Bologna is known in Italy as La Rossa for its left-wing politics, terracotta rooftops and scarlet-painted shutters. The city’s red colouring is best seen from the summit of one of the 12th-century towers that dot the skyline like industrial chimneys. Nine centuries ago there were more than a hundred, and they made Bologna a city of proto-skyscrapers – a ‘medieval Manhattan’ in the words of one historian. Now, just 20 or so of these giants remain, and only a couple can be climbed by visitors. One is the Torre Asinelli, which stands next to its woozily listing shorter sister, the Torre Grisenda. Together, they are another symbol of the city. A third accessible tower, the Torre Prendiparte, is a 13-storey, single-bedroom bed-and-breakfast, and one of Italy’s truly inimitable places to stay.
All Bologna is far below you: the craggy, corrugated roofline; the minuscule people, discernible mostly by their crawling pencil-line shadows; the chessboard piazzas and the window-box parks and gardens; the lonely basilica of the Madonna di San Luca, protectress of Bologna, on its sacred hilltop beyond the city walls… You think you will not want to do the scary climb more than once. But you will find yourself Rapunzelling up to the rooftop every day, sometimes twice, because you can’t get enough of that unencompassable panorama.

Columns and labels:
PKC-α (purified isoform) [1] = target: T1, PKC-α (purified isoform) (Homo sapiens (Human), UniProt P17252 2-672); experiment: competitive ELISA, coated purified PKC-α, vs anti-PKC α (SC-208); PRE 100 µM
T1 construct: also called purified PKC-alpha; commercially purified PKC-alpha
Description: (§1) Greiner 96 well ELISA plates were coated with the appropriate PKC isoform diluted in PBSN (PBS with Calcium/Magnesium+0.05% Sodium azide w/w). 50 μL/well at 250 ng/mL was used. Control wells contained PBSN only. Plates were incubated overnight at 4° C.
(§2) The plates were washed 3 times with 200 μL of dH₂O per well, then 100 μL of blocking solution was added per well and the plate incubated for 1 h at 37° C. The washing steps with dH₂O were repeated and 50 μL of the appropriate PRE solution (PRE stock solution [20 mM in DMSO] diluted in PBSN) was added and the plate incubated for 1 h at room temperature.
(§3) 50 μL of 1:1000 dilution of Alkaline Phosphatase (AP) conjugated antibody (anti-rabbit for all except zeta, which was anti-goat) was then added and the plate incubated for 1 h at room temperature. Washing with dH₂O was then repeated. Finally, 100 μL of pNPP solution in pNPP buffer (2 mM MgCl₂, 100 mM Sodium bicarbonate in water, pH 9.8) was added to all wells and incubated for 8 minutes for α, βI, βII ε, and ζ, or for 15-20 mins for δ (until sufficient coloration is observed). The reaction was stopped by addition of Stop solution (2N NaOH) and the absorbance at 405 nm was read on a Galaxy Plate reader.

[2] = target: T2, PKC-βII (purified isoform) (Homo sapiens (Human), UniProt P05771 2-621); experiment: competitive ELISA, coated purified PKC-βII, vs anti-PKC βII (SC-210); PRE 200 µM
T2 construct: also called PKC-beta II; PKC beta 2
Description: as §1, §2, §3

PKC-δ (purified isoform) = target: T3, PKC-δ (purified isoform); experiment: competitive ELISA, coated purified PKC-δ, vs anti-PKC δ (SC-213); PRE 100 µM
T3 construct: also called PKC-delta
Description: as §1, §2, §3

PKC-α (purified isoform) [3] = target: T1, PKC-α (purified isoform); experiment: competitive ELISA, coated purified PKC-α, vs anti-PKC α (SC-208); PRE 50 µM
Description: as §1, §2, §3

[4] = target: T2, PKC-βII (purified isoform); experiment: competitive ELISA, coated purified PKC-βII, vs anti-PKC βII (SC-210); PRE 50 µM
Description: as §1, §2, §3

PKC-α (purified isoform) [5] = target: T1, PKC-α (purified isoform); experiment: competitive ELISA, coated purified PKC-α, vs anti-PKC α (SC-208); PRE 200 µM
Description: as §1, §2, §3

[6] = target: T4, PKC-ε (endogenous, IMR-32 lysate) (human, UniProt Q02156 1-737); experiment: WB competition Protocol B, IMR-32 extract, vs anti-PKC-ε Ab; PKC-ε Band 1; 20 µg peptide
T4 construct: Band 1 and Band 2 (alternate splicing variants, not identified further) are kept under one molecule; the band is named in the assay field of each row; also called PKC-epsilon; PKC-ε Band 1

Bologna is no less remarkable at street level. In the town centre, long stretches of pavement are contained within covered walkways, an incidental consequence of a piece of medieval town planning whereby buildings were extended from the first floor up, and the overhang supported on columns. It all makes for a stately and very sheltered city. Sitting outside a café or a bar, you can always contrive to be protected from the hot summer sun or some sudden autumnal shower.